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Choosing the right air compressor

The latest compressors can save manufacturers thousands of dollars every year, but as Alan Johnson reports the amounts saved depends heavily on the application. 

Unlike traditional air compressors, the motor and drive train on Atlas Copco’s GA VSD+ share one drive shaft and are vertically aligned to allow a smaller footprint.
Traditionally air compressors just sat in the corner of a factory or workshop chugging away day after day with little thought given to its operating efficiency apart from maybe the occasional service.

But today, any manufacturer who adopts this strategy could be wasting thousands of dollars in energy costs every year.

The latest air compressors on the market are vastly more efficient and can offer manufacturers considerable on-going energy savings, but only when the correct air compressor for the application is chosen.

David Brown, Product Manager – Industrial Air Division – with Atlas Copco Australia says the key to selecting the right air compressor is to conduct an air audit to find out exactly what a company’s air demands really are.
“Atlas Copco can conduct an air audit, completely free of charge, and confirm and guarantee what savings the company will make once the new air compressor is installed. There are never any unwanted surprises,” he said.
“When we carry out an air audit, we are looking at the variations in demand. 
“We can then put the audit data into our unique, software package and turn the fluctuations into dollars, which ultimately gives the customer the energy savings possible. 
“Very few other companies can offer this service and simulate the savings,” Brown said.
Energy savings
While VSD (Variable Speed Drive) compressors are very popular machines with manufacturers, Brown admits they are not always going to give companies big savings in every application.
“If a manufacturer has a constant, steady demand, a VSD compressor is not going to save them a lot of money. A VSD compressor will only save a company money when there is a fluctuating demand.”
Brown says he comes across this quite a lot, where people think a VSD will automatically save them money. “That is not always the case.”
“If we can’t get a payback period of a VSD compressor of less than two to three years, we don’t always promote that as being the right machine.” 

However in most cases, he says companies with fluctuating demand can achieve a payback within 18 months to two years, though sometimes it can be less than 12 months.
“The key is to conduct an air audit in the first place. After the customer has bought and installed the compressor, we will conduct another audit a month or so later and show the customer the savings are there, which we guarantee will be there.”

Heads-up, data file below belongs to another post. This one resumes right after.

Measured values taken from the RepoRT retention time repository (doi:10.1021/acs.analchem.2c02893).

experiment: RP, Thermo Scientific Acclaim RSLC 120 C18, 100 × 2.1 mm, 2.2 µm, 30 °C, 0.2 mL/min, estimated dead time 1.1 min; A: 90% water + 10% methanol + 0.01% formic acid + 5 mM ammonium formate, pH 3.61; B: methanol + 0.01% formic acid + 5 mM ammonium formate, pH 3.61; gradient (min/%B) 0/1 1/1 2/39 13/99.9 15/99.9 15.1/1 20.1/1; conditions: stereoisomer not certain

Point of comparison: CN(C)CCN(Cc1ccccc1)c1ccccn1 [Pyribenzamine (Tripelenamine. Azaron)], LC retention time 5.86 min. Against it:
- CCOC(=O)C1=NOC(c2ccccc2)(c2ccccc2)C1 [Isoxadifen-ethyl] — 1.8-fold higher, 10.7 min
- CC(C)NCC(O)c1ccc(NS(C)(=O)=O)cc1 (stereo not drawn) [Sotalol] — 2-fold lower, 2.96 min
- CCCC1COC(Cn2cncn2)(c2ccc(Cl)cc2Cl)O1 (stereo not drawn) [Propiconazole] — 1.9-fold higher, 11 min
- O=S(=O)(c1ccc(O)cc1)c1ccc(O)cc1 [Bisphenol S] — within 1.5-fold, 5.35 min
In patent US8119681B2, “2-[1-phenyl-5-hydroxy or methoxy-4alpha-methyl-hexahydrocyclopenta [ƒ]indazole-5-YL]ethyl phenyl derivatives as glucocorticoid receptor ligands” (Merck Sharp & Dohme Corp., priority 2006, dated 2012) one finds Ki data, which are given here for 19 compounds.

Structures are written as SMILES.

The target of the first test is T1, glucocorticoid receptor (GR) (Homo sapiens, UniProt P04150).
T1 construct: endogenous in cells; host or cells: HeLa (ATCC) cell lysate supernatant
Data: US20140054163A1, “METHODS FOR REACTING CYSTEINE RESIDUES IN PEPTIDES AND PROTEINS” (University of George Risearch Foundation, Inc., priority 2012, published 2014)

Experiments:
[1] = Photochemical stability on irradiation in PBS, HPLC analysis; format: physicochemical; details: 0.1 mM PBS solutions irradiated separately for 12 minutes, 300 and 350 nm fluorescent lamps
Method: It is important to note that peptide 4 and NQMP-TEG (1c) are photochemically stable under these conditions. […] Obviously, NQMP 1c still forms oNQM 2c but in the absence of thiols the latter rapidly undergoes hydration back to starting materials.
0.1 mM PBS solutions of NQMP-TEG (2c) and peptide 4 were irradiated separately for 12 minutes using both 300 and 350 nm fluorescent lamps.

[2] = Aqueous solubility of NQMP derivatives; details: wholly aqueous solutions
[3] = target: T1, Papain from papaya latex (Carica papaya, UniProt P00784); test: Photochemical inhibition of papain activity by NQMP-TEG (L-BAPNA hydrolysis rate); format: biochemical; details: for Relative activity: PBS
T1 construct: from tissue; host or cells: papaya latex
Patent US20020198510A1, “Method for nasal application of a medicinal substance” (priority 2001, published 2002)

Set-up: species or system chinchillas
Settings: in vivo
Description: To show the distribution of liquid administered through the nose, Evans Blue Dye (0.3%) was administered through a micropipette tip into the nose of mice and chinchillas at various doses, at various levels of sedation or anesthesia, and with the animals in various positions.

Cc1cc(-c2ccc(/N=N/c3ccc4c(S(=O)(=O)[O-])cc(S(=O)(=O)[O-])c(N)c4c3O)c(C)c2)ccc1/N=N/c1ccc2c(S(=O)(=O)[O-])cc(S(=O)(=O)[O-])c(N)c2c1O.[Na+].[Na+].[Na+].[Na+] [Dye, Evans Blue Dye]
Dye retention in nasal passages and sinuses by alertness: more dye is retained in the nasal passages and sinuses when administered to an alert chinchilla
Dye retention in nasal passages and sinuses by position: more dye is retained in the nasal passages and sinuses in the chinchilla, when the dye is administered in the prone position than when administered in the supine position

Brown says most sales are upgrades where their existing compressor is getting old and inefficient, and costly to operate.
“For example, we conduct an air audit and simply replace a 37kW compressor with a 37kW VSD compressor, normally saving the company 30% on its energy costs.”
He pointed out that energy costs are by far the largest proportion of the overall cost of an air compressor, with the purchase price only 10% of the lifetime cost of the machine.
“The general consensus is that energy costs make up the bulk of the overall cost, around 75%, with ongoing maintenance making up the other 15%,” he explained.

VSD compressors
Brown pointed out that Atlas Copco, as the largest manufacturer of air compressors in the world, is able to supply the right air compressor for every application.
However he warns that this is not always the case, with VSD compressors from some other manufacturers using a standard drive motor and fitting an “off the shelf” invertor drive package. 
“The problem with this arrangement is that when the standard motor is running at low speed, there maybe cooling problems because the cooling air flow is lower than its design flow. The correct arrangement is to use a motor designed for VSD control.”

Brown explained that the very latest design of VSD compressors from Atlas Copco, the radical new GA VSD+, utilises oil cooled, interior permanent magnet (IPM) motors, where the motor shaft and element shaft are one, eliminating all drive losses. Meaning there are no gears, belts or shafts to maintain.
“These are brilliant machines. The power savings alone are significant enough to justify investing in a new machine.”

He said the GA VSD+ compressor offers a major leap forward in FAD (Free Air Delivery) with improvements of up to 12%, and a breakthrough in energy-efficiency requiring on average 50% less energy than a comparable idling compressor. 
“Plus it’s much quieter than other air compressors on the market; down to an unbelievable 62db(A).”
Brown explained that with the GA VSD+ compressor, Atlas Copco started with a clean sheet of paper back in 2007, and evaluated every part of an air compressor including the motor, cooling, drive train, electronic components, and air intake system.


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